For the third I thought only of food. Bafalo haunches spitted and roasted over fire, crackling crisp black-gold on the outside. Tender spinica leaves, folded around melting pepperpear fruit. And chokolat, always chokolat. The human part of me overcame my maar heritage, and I spent my precious time arranging menus.
Thus three centuries passed for me: the last of the maar, frozen in ice, unable to fulfill her sworn purpose.
Pleny was the one who freed me. I knew her not then; but as a many-great granddaughter of my sworn enemy, I knew her soon enough.
The first I saw of her was a light in the cave, interfering with a tender reminiscence of warm artikokes in the spring. The light might as well have been a sound, a touch. At first it seemed impossible to reconcile with something my eyes could use, so unaccustomed was I to vision.
Pleny prepared a spell, I understood later. For next I saw the dusky copper blur of her as water shimmered across my eyelids, melting down my cheeks. The ice cleared my nose and smell returned immediately, perhaps because I had been priming it for the last century. But it was not the fresh earthy smell of artikokes.
It was the dark acrid tang of a blood-powered world of sacrifice.
Ice dripped from my eyes like tears as I saw that the world had continued to fall without me. It had not righted itself, and—I knew not how, yet suddenly cold fright ripped through me—Yan was yet alive three centuries hence. Living on blood, a mosquito Queen.
When the ice fell from my lips, Pleny asked me my name and my greatest wish. Waterlogged as I was, I recognized the reference. Had I not comforted myself with this very tale a mere century and a half ago? When the goddess of grief was imprisoned as a cloud, she became thick and grey, and drought swept the land. The hero Mashavo soared to the heavens on a phenyx and released her with flame. As the rains fell, he fell with her, fell broken on the land. Dying, he begged of her to tell him her greatest wish.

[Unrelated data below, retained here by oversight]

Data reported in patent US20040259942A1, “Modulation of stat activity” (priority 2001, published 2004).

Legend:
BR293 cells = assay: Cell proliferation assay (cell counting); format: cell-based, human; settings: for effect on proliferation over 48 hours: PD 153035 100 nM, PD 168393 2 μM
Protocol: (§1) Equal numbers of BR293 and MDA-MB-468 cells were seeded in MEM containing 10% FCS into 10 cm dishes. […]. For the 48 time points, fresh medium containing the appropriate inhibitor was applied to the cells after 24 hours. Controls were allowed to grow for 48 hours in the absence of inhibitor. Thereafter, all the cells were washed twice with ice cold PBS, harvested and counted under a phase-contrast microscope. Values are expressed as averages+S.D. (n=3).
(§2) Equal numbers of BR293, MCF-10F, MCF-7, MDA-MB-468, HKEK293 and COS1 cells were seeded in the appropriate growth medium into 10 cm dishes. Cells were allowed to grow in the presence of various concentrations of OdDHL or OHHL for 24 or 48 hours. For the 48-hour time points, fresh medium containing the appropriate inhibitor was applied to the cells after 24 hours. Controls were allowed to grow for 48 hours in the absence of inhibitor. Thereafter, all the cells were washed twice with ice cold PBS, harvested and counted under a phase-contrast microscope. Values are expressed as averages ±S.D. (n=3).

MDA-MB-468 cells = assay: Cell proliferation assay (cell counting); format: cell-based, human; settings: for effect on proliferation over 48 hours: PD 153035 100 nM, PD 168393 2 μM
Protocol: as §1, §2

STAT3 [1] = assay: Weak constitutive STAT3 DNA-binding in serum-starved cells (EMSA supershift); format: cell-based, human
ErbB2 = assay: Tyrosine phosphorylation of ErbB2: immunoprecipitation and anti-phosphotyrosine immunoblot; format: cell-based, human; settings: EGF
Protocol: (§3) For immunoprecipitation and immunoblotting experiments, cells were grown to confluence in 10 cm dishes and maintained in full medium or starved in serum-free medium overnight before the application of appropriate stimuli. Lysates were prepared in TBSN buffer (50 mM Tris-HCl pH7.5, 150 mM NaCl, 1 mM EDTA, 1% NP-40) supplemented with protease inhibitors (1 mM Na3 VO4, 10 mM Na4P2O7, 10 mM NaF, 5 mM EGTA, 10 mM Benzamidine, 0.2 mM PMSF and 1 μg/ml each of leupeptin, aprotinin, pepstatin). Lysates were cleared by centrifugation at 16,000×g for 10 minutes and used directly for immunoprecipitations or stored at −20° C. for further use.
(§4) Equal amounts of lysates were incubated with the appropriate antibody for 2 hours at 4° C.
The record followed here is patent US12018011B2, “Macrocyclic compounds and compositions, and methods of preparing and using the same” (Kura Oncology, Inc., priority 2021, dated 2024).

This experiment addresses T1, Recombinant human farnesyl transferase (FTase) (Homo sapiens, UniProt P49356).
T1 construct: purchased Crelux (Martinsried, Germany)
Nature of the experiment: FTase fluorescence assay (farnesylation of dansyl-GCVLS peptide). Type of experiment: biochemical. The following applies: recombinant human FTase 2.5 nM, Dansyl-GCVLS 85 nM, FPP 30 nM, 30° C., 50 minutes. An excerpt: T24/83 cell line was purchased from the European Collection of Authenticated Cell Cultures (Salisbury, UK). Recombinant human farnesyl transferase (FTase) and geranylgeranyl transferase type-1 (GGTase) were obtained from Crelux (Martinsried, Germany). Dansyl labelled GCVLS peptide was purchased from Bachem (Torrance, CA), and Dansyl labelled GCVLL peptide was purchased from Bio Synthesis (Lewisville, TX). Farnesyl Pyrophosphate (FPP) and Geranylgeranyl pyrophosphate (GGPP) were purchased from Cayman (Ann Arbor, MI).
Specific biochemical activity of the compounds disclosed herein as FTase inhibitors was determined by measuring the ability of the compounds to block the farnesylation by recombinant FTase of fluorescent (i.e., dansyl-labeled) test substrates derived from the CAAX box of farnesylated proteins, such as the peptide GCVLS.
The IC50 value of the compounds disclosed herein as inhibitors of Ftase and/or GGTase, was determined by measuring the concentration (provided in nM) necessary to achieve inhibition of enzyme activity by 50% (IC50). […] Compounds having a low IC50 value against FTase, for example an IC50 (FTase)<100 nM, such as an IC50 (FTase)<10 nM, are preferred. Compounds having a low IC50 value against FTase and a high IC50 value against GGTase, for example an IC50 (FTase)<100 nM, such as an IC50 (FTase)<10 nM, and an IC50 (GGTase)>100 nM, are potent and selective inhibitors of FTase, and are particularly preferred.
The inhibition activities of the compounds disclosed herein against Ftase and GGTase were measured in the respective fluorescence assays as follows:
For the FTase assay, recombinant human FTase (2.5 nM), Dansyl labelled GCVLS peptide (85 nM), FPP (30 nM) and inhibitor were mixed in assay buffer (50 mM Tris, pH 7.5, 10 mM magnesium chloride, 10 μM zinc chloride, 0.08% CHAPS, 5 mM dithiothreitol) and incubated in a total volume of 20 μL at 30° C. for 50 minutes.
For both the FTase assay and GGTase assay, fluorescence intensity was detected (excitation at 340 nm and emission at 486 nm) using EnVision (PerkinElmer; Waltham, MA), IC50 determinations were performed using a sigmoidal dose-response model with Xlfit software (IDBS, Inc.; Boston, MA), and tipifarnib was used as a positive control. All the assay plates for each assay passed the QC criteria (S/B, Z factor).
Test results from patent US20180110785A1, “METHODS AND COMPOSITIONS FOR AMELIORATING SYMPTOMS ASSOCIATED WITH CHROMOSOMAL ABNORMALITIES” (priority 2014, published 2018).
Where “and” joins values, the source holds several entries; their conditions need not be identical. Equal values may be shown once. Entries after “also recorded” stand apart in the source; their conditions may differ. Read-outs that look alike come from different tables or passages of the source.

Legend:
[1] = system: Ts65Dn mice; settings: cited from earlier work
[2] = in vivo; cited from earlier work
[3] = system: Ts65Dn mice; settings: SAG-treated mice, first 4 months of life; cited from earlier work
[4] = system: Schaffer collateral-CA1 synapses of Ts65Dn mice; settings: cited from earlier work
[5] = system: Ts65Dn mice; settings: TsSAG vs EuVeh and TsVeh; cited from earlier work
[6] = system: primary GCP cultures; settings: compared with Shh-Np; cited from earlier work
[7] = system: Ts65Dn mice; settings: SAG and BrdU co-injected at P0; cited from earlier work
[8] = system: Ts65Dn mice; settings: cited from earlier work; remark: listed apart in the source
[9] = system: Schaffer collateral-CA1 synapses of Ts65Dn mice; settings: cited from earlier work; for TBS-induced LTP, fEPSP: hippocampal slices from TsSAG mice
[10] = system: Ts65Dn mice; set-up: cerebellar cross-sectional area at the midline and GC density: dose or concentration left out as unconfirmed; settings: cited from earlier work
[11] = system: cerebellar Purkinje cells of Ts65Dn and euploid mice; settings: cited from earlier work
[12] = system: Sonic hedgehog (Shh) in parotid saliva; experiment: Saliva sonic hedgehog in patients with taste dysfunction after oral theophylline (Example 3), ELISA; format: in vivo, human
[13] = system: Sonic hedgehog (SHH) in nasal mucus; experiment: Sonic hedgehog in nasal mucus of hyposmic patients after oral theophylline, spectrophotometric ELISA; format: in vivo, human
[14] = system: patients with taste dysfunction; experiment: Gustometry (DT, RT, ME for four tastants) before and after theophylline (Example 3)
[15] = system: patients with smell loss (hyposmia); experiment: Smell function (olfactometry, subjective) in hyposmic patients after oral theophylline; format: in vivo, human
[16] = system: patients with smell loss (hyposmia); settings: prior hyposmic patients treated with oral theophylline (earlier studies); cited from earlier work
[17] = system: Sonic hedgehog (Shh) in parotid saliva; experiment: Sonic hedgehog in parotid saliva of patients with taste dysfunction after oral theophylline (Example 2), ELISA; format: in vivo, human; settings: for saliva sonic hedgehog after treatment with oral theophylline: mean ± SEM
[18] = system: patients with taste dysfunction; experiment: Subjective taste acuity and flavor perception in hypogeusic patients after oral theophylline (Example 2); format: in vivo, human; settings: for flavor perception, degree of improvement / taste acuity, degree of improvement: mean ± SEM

Though I would not rate any descendant of Yan near a hero, I appreciated the courtesy.
“I am Ifit,” I said, “and I wish for only what the grieving goddess once wished for: that a desolate land should be rejuvenated with the water of tears.” Which was true enough, though for this land to be reborn, the jungle people needed freedom from the plains. Needed to be left in peace to gather their pepperpears and trade peacefully for bafalo. Not pressed into blood-caked service, sacrificed to the glory of a despotic ruler with a thirst for gore.
I did not say that. When one is half immobilized, one should see which way the wind is blowing…before it topples you over.
A wise move, that was. Pleny finished dissolving the ice that held me, led me up the riverbed and into a new world.
A world with a long road that led straight from the river to the heart of town. At that heart I saw her, a massive golden statue of —
“Yan,” said Pleny, touching the pulse of her throat in obeisance.
My head swam as we started down that long road. Carts jangled around us, crossing back and forth through town; new styles, new colors. Gentled bafalo pulled machinery whose purpose I could only guess at. And everywhere I looked I saw the black straight hair of the plains, the brown curls of the jungle, all mixed together, some pulling carts, some riding in them. What new world was this?
I shivered, wondering why the rising dawn was not restoring my warmth, my spirits. My bones felt thick and cold, and they ground against each other like stone in my sockets. Surely Mother Sun had not forgotten her final child.
Yet even a forgotten maar knew her duty. Freedom. It was time to think of strategy once again, and not sun-warmed artikokes. “Tell me,” and I closed my eyes against the cacophony of new, praying my insight on my release was correct, “do you have need of me?”